PURPOSE: This study evaluated differences of TPC and TNF-α concentrations in tears at different severity of NPDR among participants with diabetes in comparison with normal participants.
METHODS: A total of 75 participants were categorized based on Early Treatment for Diabetic Retinopathy Study scale, with 15 participants representing each group, namely, normal, diabetes without retinopathy, mild NPDR, moderate NPDR, and severe NPDR. All participants were screened using McMonnies questionnaire. Refraction was conducted subjectively. Visual acuity was measured using a LogMAR chart. Twenty-five microliters of basal tears was collected using glass capillary tubes. Total protein concentration and TNF-α concentrations were determined using Bradford assay and enzyme-linked immunosorbent assay, respectively.
RESULTS: Mean ± SD age of participants (n = 75) was 57.88 ± 4.71 years, and participants scored equally in McMonnies questionnaire (P = .90). Mean visual acuity was significantly different in severe NPDR (P = .003). Mean tear TPC was significantly lower, and mean tear TNF-α concentration was significantly higher in moderate and severe NPDR (P < .001). Mean ± SD tear TPC and TNF-α concentrations for normal were 7.10 ± 1.53 and 1.39 ± 0.24 pg/mL; for diabetes without retinopathy, 6.37 ± 1.65 and 1.53 ± 0.27 pg/mL; for mild NPDR, 6.32 ± 2.05 and 1.60 ± 0.21 pg/mL; for moderate NPDR, 3.88 ± 1.38 and 1.99 ± 0.05 pg/mL; and for severe NPDR, 3.64 ± 1.26 and 2.21 ± 0.04 pg/mL, respectively. Tear TPC and TNF-α concentrations were significantly correlated (r = -0.50, P < .0001). Visual acuity was significantly correlated with tear TPC (r = -0.236, P = .04) and TNF-α concentrations (r = 0.432, P < .0001).
CONCLUSIONS: This cross-sectional study identified differences in tear TPC and TNF-α concentrations with increasing severity of NPDR.
MATERIALS AND METHODS: Male Sprague-Dawley rats were divided into four groups (n=6 rats per group) as Control, KA, Propolis and KA+Propolis. The control group and KA group have received vehicle and saline. Propolis group and propolis + KA group were orally administered with propolis (150 mg/kg body weight), five times every 12 hours. KA group and propolis +KA group were injected subcutaneously with kainic acid (15 mg/kg body weight) and were sacrificed after 2 hrs. CC, CB and BS were separated, homogenized and used for estimation of NOS, caspase-3, NO and TNF-α by commercial kits. Results were analyzed by one way ANOVA, reported as mean + SD (n=6 rats), and p<0.05 was considered statistically significant.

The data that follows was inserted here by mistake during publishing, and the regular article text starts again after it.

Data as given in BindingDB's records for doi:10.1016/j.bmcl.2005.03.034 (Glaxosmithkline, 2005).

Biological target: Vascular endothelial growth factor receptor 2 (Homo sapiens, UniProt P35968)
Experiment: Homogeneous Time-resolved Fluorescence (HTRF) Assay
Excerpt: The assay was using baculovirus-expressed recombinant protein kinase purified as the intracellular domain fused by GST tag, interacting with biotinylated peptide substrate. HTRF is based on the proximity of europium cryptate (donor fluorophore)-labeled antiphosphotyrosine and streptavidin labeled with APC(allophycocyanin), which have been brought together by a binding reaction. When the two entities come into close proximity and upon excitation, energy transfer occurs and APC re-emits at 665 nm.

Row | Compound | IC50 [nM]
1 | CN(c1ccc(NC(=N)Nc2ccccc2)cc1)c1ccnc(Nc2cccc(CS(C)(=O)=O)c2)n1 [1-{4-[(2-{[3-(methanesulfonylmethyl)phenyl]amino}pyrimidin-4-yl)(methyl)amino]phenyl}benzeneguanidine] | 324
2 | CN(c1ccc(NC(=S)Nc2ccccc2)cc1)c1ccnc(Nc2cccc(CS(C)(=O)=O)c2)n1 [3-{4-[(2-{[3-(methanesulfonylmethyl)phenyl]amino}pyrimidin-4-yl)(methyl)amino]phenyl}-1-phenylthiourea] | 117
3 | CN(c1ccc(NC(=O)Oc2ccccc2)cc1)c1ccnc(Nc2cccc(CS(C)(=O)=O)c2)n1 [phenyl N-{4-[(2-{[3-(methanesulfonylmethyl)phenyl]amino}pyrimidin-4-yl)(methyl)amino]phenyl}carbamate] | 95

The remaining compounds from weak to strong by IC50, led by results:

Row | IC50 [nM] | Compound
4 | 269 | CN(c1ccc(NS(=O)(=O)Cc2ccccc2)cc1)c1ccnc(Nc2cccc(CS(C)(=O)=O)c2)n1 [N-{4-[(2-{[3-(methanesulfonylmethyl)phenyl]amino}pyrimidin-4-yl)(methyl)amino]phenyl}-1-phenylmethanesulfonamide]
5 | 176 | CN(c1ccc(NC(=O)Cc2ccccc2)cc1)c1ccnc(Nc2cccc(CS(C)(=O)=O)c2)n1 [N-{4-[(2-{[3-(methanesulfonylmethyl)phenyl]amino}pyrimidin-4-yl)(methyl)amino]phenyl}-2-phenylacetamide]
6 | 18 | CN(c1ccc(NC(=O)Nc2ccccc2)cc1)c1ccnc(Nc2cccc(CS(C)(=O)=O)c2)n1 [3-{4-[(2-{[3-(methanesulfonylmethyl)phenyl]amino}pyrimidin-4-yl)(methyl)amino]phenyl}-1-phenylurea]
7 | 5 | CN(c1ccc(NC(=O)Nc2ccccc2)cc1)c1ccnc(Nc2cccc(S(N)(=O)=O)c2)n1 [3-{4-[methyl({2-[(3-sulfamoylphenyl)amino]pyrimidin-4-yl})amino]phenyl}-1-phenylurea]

RESULTS: The concentration of NO, TNF-α, NOS and caspase-3 activity were increased significantly (p<0.001) in all the three brain regions tested in KA group compared to the control. Propolis supplementation significantly (p<0.001) prevented the increase in NOS, NO, TNF-α and caspase-3 due to KA.
CONCLUSION: Results of this study clearly demonstrated that the propolis supplementation attenuated the NOS, caspase-3 activities, NO, and TNF-α concentration and in KA mediated excitotoxicity. Hence propolis can be a possible potential protective agent against excitotoxicity and neurodegenerative disorders.
METHODS: The inhibitory effect of chrysin, kaempferol, morin, silibinin, quercetin, diosmin and hesperidin upon nitric oxide (NO), prostaglandin E(2) (PGE(2)) and tumour necrosis factor-alpha (TNF-alpha) secretion from the LPS-induced RAW 264.7 monocytic macrophage was assessed and IC(50) values obtained. Flavonoids that showed reasonable inhibitory effects in at least two out of the three assays were combined in a series of fixed IC(50) ratios and reassessed for inhibition of NO, PGE(2) and TNF-alpha. Dose-response curves were generated and interactions were analysed using isobolographic analysis.
RESULTS: The experiments showed that only chrysin, kaempferol, morin, and silibinin were potent enough to produce dose-response effects upon at least two out of the three mediators assayed. Combinations of these four flavonoids showed that several combinations afforded highly significant synergistic effects.
CONCLUSIONS: Some flavonoids are synergistic in their anti-inflammatory effects when combined. In particular chrysin and kaempferol significantly synergised in their inhibitory effect upon NO, PGE(2) and TNF-alpha secretion. These findings open further avenues of research into combinatorial therapeutics of inflammatory-related diseases and the pharmacology of flavonoid synergy.